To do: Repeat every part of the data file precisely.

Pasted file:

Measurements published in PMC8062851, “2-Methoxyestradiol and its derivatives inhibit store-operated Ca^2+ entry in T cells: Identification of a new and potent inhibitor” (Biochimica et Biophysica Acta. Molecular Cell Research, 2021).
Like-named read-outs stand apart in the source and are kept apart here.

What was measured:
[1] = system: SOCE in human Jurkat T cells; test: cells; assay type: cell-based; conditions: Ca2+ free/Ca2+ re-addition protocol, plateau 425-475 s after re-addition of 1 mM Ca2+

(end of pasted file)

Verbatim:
Measurements published in PMC8062851, “2-Methoxyestradiol and its derivatives inhibit store-operated Ca^2+ entry in T cells: Identification of a new and potent inhibitor” (Biochimica et Biophysica Acta. Molecular Cell Research, 2021).
Like-named read-outs stand apart in the source and are kept apart here.

What was measured:
[1] = system: SOCE in human Jurkat T cells; test: cells; assay type: cell-based; conditions: Ca2+ free/Ca2+ re-addition protocol, plateau 425-475 s after re-addition of 1 mM Ca2+